Waukesha, Wis. — Some explosions signal greedy stars stealing material from a companion; others indicate two compact stellar corpses — like black holes — colliding. Astronomers can tell which event led to a specific blast by analyzing the explosion’s light and scouring old data. In “When stars go bang!” science writer Francis Reddy describes the differences between these explosions and the objects that generated them.
With advanced sky surveys, scientists are now spotting more supernovae and observing them right from their initial appearance. So they’re gathering more information about how the brightness of these objects change, and thus the processes that drive that change. “Nearby supernovae also provide the best chance for catching the explosions long before they reach peak brightness in order to better understand how they unfold,” explains Reddy. He explores this evolving research and also touches on the universe’s brightest blasts — gamma-ray bursts.
Read more about these different stellar explosions in the February 2013 issue of Astronomy magazine, on newsstands January 1.
“Tour our fiery solar system”
Many planets and moons in our solar system host volcanic structures, from molten rock on Earth and Jupiter’s Io to frozen-liquid volcanoes on Saturn’s Enceladus and Neptune’s Triton. Evidence of past volcanic activity lies on the Moon, Mars, Venus, and Mercury in addition to other worlds. Explore these vast structures in Senior Editor Richard Talcott’s “Tour our fiery solar system,” and learn how these extraterrestrial volcanoes help scientists better understand the ones close to home.
“Colors of our starry sky”
Why are some stars blue, while others are yellow, and still others appear red? Assistant Editor Karri Ferron explains how stellar color depends on temperature, like glowing coals in a campfire, in the heavily illustrated “Colors of our starry sky.”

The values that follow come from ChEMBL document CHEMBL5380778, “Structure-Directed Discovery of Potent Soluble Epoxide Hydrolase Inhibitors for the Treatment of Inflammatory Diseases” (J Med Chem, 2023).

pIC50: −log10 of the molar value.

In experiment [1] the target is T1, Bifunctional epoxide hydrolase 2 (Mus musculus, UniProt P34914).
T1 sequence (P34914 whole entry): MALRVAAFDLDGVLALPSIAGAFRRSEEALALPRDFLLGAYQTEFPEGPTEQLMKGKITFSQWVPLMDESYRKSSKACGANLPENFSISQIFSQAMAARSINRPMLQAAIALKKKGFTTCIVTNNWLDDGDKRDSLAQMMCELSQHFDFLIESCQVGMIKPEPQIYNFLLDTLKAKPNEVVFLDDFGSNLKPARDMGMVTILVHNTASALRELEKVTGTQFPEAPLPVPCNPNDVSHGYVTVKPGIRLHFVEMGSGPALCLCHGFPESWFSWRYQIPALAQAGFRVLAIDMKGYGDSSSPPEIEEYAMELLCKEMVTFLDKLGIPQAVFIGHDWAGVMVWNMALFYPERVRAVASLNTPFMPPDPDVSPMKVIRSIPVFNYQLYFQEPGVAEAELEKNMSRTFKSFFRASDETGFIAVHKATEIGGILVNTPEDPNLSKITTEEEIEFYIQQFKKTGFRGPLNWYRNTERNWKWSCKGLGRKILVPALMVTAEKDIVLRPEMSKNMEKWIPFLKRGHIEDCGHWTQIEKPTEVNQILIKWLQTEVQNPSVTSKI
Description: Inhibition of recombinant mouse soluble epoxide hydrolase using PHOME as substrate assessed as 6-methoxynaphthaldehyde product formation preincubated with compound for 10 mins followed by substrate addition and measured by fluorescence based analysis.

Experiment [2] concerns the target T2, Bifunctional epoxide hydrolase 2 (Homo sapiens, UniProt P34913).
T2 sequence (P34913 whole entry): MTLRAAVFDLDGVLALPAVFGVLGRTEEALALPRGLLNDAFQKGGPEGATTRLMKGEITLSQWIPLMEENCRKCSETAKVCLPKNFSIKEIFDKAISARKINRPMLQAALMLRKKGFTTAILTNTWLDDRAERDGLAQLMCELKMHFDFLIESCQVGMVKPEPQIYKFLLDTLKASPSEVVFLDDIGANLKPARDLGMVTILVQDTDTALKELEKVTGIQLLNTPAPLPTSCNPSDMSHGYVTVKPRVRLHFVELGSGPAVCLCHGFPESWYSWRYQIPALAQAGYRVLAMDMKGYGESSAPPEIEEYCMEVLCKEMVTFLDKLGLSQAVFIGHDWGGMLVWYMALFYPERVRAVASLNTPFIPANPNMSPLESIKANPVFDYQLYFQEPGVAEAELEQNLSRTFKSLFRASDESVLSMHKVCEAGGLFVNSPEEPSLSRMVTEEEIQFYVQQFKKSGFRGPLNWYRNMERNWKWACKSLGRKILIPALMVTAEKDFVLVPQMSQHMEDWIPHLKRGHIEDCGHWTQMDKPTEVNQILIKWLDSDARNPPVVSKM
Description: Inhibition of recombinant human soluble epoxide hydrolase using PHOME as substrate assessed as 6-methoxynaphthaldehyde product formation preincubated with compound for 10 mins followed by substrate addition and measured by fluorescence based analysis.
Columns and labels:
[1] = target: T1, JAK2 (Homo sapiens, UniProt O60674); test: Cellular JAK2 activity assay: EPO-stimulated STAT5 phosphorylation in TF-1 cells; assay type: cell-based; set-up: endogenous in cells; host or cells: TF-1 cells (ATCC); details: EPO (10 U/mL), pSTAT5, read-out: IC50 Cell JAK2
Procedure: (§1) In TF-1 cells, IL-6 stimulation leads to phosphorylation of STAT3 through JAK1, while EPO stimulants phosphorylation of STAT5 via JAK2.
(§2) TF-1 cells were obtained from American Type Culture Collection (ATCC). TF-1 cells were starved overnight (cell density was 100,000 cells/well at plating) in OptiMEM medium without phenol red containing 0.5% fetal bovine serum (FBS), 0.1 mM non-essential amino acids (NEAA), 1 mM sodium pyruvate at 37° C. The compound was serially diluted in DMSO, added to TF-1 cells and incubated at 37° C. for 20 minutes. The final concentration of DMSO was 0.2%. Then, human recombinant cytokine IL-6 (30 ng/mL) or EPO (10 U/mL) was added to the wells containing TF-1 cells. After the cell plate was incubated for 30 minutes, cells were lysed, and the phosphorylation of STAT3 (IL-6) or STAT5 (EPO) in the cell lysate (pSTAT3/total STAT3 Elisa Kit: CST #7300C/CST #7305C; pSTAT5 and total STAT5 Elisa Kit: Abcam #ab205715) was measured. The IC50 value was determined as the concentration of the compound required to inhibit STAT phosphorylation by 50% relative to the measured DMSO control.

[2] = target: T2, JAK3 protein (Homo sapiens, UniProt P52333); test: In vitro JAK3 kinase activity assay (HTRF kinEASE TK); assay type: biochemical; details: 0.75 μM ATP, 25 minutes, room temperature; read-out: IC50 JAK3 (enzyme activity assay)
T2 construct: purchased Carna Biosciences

“A beginners guide to star parties”
Have you wanted to attend a star party but been too nervous to go because of a fear of not knowing all the “ins” and “outs”? Then read tips from experienced stargazer Karen Jennings in “A beginners guide to star parties.” You’ll find that these groups of amateur astronomers are excited to involve others in the festivities, and chances are you will become a better observer from attending.
February night-sky events visible without optical aid
- February 11 — The Moon passes 5° north of Mercury.
- February 17 — The Moon lies near magnitude –2.4 Jupiter.
- February 18 — Mercury shines at magnitude –0.1, its best in the evening sky for 2013.
Also in the February 2013 Astronomy
- “What Halley’s Comet taught us” — For more than 2,000 years, humanity has been fascinated by this famous comet. Find out why scientists, too, consider it an object worthy of scrutiny.
- “Sketching the Orion Nebula” — Recording the sky’s most famous nebula with pencil and paper unlocks its hidden secrets.
- “Sharing the stars with a new generation” — A variety of groups are revealing the beauty of the universe to the public.
- “How to observe Jupiter” — Next to the Moon, Jupiter has the most visible features of any nighttime object. Why not point your scope at it tonight?
- “The Sky this Month” — Exclusive star charts will guide you through the night sky.
- The February issue of Astronomy also includes Snapshot, Breakthrough, Astro News, Bob Berman’s Strange Universe, Stephen James O’Meara’s Secret Sky, Glenn Chaple’s Observing Basics, Tony Hallas’ Cosmic Imaging, Erika Rix’s Astro Sketching, Ask Astro, Cosmic World, Letters, Web Talk, New Products, Reader Gallery, and Final Frontier.